Home News KLEM News for Saturday, May 6

KLEM News for Saturday, May 6


Iowa’s Legislature adjourned Thursday, working remaining budget bills, and reaching agreement on bills that differed between House and Senate.  Rep. Tom Jeneary of Le Mars said  one of the biggest bills passed before adjournment was a property tax relief bill.  This was written in light of large property tax assessments which were felt statewide.  Rep. Jeneary says the bill will reduce property tax levies to counties two to three percent if assessments grow beyond certain targets.  Plymouth County’s levies are $3.50 for General Basic and $3.95 for Rural Basic.  Cities will see similar rate reductions.  The General Basic City Levy in Plymouth County is $8.10.

State Senator Jeff Taylor of Sioux Center said one of the last bills passed in the Senate requires precinct caucuses to be held in person, rather than by remote connection.  Taylor said a plan to conduct Democratic Party caucuses remotely would turn them into primaries, which would run afoul of New Hampshire’s primaries.



Iowa Secretary of Agriculture Mike Naig says a successful water quality initiative demonstration project is expending into five more Iowa counties, including Woodbury, Ida, and Cherokee.  Naig made the announcement Thursday during an event in Cherokee.  The Iowa Department of Agriculture will work with farmers and landowners to use precision ag tools to identify, build and expand opportunities for forage-based crops where row crops are less profitable.  Since 2016, when the project launched in southwest Iowa, 32,500 acres of cover crops have been planted, 5200 acres of cropland have been converted to forage-based systems, and 32 grade stabilization structures have been constructed. The practices reduce soil erosion and improve water quality.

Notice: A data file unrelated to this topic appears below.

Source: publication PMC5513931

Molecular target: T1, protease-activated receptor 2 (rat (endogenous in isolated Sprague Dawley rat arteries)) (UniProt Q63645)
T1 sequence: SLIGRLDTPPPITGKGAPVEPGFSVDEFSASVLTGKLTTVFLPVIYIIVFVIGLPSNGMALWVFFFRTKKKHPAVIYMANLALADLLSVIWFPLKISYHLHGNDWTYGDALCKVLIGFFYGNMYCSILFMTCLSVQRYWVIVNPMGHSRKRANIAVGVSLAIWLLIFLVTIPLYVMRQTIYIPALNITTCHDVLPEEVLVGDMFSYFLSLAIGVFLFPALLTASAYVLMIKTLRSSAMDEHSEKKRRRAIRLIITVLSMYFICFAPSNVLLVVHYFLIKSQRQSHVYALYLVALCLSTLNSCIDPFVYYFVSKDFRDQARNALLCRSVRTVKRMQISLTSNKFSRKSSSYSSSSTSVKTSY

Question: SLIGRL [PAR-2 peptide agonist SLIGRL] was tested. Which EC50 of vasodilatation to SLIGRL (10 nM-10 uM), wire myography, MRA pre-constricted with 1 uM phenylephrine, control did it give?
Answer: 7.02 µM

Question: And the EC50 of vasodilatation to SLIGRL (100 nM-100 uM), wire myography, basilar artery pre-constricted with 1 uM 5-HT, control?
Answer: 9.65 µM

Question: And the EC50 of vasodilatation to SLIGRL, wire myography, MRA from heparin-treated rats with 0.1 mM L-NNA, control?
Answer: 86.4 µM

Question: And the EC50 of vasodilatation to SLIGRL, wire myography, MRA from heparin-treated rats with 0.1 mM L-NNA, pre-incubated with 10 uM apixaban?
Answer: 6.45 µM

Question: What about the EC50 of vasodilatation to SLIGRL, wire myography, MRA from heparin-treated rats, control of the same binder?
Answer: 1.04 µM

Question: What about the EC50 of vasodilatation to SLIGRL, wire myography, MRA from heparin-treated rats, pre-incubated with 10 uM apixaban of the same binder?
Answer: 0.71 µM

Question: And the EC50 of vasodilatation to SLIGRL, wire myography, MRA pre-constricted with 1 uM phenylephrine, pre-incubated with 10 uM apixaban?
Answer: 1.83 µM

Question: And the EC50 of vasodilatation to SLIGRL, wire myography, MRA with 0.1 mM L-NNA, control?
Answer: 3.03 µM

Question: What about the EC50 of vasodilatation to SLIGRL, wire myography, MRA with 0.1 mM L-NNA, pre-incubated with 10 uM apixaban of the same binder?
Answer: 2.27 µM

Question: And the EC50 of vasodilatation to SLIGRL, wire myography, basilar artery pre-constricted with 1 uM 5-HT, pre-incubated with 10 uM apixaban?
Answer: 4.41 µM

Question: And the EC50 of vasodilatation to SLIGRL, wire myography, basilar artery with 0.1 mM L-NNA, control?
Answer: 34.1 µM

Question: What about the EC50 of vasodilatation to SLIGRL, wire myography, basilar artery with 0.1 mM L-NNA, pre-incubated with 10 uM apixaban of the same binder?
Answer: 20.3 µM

Sioux Center and Hull became the 19th and 20th communities to be connected to the Lewis and Clark Regional Water System. They waited 30 years for that connection, since it was first envisioned.  Executive Director of Lewis and Clark, Troy Larson, said While the costs seemed high at the time, the system has given great value to its members.

Lewis and Clark started with 59 member communities, but 36 dropped out before the system started construction.  Three remaining members – Sheldon and Sibley Iowa, and Madison South Dakota – should be connected by 2025.



A University of Iowa study finds some pregnant women in rural Iowa quit getting prenatal care when their local hospital closes its birthing center, even if prenatal care is still available. Tom Gruca, a marketing professor in the U-I’s Tippie College of Business, says they studied the impact of the recent closures of labor and delivery units at seven rural Iowa hospitals and found women seeking prenatal care fell from 83- to 79-percent.

The hospitals studied were in Clayton, Emmett, Hamilton, Hardin, Lucas, Osceola and Van Buren counties and they were the only labor and delivery unit in those counties before the closures. Gruca says prenatal care is exceptionally important.

In a worst case scenario, those problems can result in death for the baby, the mother, or both. In recent decades, Iowa has seen birthing centers close at dozens of hospitals, which Gruca calls “striking.”

The majority of those counties are rural, which means expectant mothers often face a long drive to get professional care. There are multiple reasons as to why a hospital may close its birthing center, but Gruca says most of them revolve around money.

As for the reduction in women seeking prenatal care, Gruca says one possible solution would be to set up a central source of information those mothers-to-be could access. Ideally, it would be a place where they could find health care professionals who provide the care they need, and who also accept their insurance.